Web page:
Visual marketing is occupying more and more online territory, and, as a small business owner, you need to respond to this evolution. Here’s a brief overview to help you branch out beyond Twitter and Facebook and get started in the visual marketing universe:
Pinterest gives you the chance to be a bit of an artist while still wearing your marketing hat. Think about your whole business from the visual side, so you can choose images to pin that will both represent you and capture viewers’ attention. Some examples of great content to pin on your Pinterest profile are ebook and brochure covers (if your company has generated any downloadable content), or good-looking info-graphics. Also, distilling your sales and special offers into really interesting-looking coupons will attract customers’ attention while increasing your business’s online exposure.
The National Federation of Independent Business gives some examples of how small businesses use Instagram as part of their marketing strategy. The approaches profiled in the article are all based on the personal touch. One business owner uses Instagram as a window into his personal life as well as his business. He feels that customers respond more when they know who they’re dealing with, so he includes photos of his dog or his barbecue dinner along with pictures of the T-shirts he sells.
Another business owner turns her work into the basis for ongoing conversations. She teaches art classes and posts her students’ work on Instagram. Their parents as well as many website visitors find these photos fascinating, and share them widely.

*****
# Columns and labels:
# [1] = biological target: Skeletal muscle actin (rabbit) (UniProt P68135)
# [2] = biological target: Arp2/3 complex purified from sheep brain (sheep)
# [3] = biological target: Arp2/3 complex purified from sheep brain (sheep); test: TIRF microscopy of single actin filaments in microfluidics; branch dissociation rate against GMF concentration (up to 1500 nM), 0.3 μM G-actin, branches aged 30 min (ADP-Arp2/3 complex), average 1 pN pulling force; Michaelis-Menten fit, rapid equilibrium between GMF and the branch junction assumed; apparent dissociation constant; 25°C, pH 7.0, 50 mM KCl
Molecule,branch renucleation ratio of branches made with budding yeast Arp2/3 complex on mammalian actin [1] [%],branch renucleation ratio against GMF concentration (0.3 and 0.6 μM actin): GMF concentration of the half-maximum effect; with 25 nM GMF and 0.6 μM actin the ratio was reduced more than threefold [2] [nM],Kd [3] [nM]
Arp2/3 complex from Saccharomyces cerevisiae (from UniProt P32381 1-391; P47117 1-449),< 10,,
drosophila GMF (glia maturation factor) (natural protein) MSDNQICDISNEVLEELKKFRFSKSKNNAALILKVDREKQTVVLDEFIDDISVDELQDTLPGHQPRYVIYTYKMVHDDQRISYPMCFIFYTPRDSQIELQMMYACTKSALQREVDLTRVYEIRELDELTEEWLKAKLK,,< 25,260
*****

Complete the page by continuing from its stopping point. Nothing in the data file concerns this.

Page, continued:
Don’t forget to use hashtags with Instagram; they are powerful tags to help people find your company when searching for a product.
A step-child of Twitter, this clever little app allows for 6-second videos that you can post on Twitter and Facebook. Like Twitter, Vine encourages (or forces) you to distill your message down into a micro-version.
Business Direct gives some good suggestions to get you started with using Vine, recommending brief testimonials and quickie behind-the-scenes peaks at your business. Vine doesn’t stand alone, but just the fact that you’re using it on your Facebook or Twitter profile will give your business a cutting-edge identity online.
Being larger and more complex than the other media platforms mentioned here, YouTube requires a more substantial time investment if you want to use it well. Mashable gives some expert tips to getting the most out of your business’s YouTube channel, whether you’re demonstrating your product, or introducing yourself. Mashable reminds you first to “Watch a lot of YouTube.” This suggestion may seem obvious, but plenty of people overlook it. Getting an intuitive sense of what works best in the video medium is crucial before shooting your own videos.
Also, hone your pitch by paying attention to the comments posted in response to your video. While many will be off-topic or even obscene, you’ll find some helpful suggestions in there as well. You can also use Google Analytics to see how well your videos are doing. Mashable suggests buying some ads as well. Finally, rather than just running standard ad-type videos, focus on your niche of expertise and post content that’s worth watching for its own sake, independent of what you’re selling. That approach is at the base of truly expert social media marketing.